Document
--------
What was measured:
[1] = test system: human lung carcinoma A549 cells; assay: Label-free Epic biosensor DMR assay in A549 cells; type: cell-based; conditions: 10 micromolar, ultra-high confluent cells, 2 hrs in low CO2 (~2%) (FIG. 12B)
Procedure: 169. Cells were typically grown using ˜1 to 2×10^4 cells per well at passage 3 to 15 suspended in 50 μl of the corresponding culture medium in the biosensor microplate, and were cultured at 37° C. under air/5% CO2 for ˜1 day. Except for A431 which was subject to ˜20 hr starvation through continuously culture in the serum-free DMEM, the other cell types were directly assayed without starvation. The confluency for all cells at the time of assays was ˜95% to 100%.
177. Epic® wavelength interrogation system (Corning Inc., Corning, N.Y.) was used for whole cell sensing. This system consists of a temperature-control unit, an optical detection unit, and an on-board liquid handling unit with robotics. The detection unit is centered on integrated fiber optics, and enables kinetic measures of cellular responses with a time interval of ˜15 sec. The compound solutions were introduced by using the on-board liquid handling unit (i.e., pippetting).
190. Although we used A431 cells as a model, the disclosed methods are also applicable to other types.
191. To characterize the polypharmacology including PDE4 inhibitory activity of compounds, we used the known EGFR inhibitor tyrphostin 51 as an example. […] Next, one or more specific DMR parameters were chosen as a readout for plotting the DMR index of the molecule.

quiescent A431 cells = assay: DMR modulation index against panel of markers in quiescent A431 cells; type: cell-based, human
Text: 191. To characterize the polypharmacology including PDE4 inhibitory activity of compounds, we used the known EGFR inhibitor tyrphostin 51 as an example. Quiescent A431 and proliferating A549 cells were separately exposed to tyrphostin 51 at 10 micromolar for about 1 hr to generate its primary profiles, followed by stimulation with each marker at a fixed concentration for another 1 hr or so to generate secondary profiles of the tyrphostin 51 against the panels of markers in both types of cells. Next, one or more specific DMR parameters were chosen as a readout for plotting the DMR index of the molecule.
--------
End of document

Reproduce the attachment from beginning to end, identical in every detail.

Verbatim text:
What was measured:
[1] = test system: human lung carcinoma A549 cells; assay: Label-free Epic biosensor DMR assay in A549 cells; type: cell-based; conditions: 10 micromolar, ultra-high confluent cells, 2 hrs in low CO2 (~2%) (FIG. 12B)
Procedure: 169. Cells were typically grown using ˜1 to 2×10^4 cells per well at passage 3 to 15 suspended in 50 μl of the corresponding culture medium in the biosensor microplate, and were cultured at 37° C. under air/5% CO2 for ˜1 day. Except for A431 which was subject to ˜20 hr starvation through continuously culture in the serum-free DMEM, the other cell types were directly assayed without starvation. The confluency for all cells at the time of assays was ˜95% to 100%.
177. Epic® wavelength interrogation system (Corning Inc., Corning, N.Y.) was used for whole cell sensing. This system consists of a temperature-control unit, an optical detection unit, and an on-board liquid handling unit with robotics. The detection unit is centered on integrated fiber optics, and enables kinetic measures of cellular responses with a time interval of ˜15 sec. The compound solutions were introduced by using the on-board liquid handling unit (i.e., pippetting).
190. Although we used A431 cells as a model, the disclosed methods are also applicable to other types.
191. To characterize the polypharmacology including PDE4 inhibitory activity of compounds, we used the known EGFR inhibitor tyrphostin 51 as an example. […] Next, one or more specific DMR parameters were chosen as a readout for plotting the DMR index of the molecule.

quiescent A431 cells = assay: DMR modulation index against panel of markers in quiescent A431 cells; type: cell-based, human
Text: 191. To characterize the polypharmacology including PDE4 inhibitory activity of compounds, we used the known EGFR inhibitor tyrphostin 51 as an example. Quiescent A431 and proliferating A549 cells were separately exposed to tyrphostin 51 at 10 micromolar for about 1 hr to generate its primary profiles, followed by stimulation with each marker at a fixed concentration for another 1 hr or so to generate secondary profiles of the tyrphostin 51 against the panels of markers in both types of cells. Next, one or more specific DMR parameters were chosen as a readout for plotting the DMR index of the molecule.